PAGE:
CHICAGO (Reuters) - Popular rheumatoid arthritis drugs that block a protein linked with inflammation do not appear to raise the overall risk of cancer, Spanish researchers said on Saturday.
The drugs, known as TNF blockers, suppress the immune system by blocking the activity of an inflammatory protein called tumor necrosis factor, or TNF.
They have been used since 1998, but some studies have suggested the drugs raise the risk of cancer -- particularly lung cancer and lymphoma -- by toning down the immune system.
“Despite foreseen fears, blocking the tumor necrosis factor does not make patients more prone to develop cancer,” Dr. Loreto Carmona of the Fundacion Espanola de Reumatologia in Madrid said in a statement.
Carmona, who is presenting his research at the American College of Rheumatology’s annual meeting in San Francisco, used health data collected from two Spanish registries -- databases of patients.
One included nearly 4,500 people taking the drugs from 2001 through 2007; while the other included data from 1999 through 2005 on nearly 800 people with RA not taking the drugs.
Overall, the researchers found 70 cases of cancer in the group that took the drugs, compared with 29 cases in the group that did not take the drugs.
Because the groups were of different sizes and followed for different periods of time, they did a calculation that showed no statistical difference in the cancer risk between the two groups.
Dr. Eric Matteson of the Mayo Clinic in Rochester, Minnesota, who was not part of the research, said the findings offer some assurances. “What it tells us is if there is an increased risk of cancer, the overall event rate is still very low,” he said in a telephone interview.
But he said the study has several limitations, the main one being that people in the studies were not matched ahead of time for age, sex, and other health problems.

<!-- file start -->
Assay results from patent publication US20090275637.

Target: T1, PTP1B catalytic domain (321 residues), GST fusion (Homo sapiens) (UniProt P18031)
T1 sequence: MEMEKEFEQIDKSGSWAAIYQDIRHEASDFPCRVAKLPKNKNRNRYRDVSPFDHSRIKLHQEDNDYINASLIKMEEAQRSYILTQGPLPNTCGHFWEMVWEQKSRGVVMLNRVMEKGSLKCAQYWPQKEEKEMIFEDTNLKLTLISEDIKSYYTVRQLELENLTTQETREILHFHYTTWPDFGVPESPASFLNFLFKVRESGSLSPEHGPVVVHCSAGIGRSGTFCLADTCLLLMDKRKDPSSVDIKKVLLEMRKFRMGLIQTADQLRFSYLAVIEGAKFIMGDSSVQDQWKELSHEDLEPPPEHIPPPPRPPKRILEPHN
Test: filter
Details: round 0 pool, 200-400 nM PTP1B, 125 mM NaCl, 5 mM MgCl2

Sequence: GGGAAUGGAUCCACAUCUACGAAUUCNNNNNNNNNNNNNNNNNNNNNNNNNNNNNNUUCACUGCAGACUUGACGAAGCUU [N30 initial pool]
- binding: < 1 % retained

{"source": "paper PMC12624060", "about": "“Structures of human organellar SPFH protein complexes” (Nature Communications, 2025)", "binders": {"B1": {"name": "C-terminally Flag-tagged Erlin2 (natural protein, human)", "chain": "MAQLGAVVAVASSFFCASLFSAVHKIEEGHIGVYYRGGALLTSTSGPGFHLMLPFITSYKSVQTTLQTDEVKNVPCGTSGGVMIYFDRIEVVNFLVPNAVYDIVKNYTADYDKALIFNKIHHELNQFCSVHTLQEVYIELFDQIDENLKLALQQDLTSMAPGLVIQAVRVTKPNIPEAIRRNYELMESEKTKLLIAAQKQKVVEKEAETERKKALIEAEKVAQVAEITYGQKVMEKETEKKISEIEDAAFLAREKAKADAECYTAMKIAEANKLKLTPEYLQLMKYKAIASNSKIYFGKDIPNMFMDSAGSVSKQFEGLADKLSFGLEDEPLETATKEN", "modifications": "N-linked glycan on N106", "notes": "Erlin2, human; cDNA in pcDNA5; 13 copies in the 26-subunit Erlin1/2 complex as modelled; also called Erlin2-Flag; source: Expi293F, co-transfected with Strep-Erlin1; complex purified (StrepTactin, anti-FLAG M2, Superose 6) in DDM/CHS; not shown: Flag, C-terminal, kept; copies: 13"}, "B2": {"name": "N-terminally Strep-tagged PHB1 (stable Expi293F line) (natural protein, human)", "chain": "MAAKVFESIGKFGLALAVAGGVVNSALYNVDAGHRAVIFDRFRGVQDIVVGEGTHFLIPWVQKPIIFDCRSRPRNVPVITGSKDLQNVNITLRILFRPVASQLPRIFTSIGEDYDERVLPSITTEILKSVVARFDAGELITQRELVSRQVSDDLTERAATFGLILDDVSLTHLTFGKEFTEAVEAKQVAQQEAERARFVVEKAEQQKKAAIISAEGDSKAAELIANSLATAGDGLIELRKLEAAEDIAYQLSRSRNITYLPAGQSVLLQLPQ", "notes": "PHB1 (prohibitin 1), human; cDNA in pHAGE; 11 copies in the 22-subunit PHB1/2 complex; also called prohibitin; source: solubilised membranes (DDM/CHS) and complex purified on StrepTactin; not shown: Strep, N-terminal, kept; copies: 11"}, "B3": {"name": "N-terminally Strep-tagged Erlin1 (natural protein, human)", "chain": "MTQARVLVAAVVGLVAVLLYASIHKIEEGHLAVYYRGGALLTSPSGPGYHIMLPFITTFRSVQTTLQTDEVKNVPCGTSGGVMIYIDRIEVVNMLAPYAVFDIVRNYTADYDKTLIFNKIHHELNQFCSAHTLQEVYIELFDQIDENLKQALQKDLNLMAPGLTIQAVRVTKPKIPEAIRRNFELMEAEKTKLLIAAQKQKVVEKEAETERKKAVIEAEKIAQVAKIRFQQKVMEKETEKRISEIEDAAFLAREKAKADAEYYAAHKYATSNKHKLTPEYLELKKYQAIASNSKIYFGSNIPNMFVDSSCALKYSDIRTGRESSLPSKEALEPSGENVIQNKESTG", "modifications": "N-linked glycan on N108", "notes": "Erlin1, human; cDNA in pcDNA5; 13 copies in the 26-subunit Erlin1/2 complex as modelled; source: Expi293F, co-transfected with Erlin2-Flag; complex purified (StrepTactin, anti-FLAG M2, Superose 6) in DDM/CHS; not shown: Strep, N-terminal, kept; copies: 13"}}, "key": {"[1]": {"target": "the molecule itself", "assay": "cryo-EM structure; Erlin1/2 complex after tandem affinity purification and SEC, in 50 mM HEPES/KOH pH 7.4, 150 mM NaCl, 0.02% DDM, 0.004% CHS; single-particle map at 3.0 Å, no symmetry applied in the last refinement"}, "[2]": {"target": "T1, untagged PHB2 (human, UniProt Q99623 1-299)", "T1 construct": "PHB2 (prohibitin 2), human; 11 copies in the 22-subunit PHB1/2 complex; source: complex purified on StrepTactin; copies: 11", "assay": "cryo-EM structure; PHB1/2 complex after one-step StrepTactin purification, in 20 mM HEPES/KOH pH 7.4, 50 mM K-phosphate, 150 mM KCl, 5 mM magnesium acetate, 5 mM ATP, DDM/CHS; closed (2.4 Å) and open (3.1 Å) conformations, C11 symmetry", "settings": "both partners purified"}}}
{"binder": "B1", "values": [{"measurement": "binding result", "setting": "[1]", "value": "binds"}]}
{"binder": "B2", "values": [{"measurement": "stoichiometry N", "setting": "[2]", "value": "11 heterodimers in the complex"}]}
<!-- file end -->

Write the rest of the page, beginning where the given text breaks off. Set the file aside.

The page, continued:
And while the study looked at the overall risk for cancer, Matteson said it did not address whether there is an increased risk of specific types of cancer.
Nor does it address whether the drugs might pose a particular threat to children and teens, something the U.S. Food and Drug Administration is currently investigating.
“Overall, there doesn’t seem to be a higher risk of cancer, but these assessment tools are still imperfect,” Matteson said. “The FDA and physicians and doctors are still concerned and that is why there are warnings for all of these drugs on the package label about concerns over cancer.”
Anti-TNF drugs include Johnson & Johnson’s Remicade or infliximab, Abbott Laboratories Inc’s Humira or adalimumab, Amgen Inc and Wyeth’s Enbrel or etanercept and UCB’s Cimzia or certolizumab pegol.
Rheumatoid arthritis is an autoimmune disease and often strikes young people, resulting in pain, stiffness and swelling. It affects about 20 million people worldwide.
Editing by Maggie Fox and Eric Beech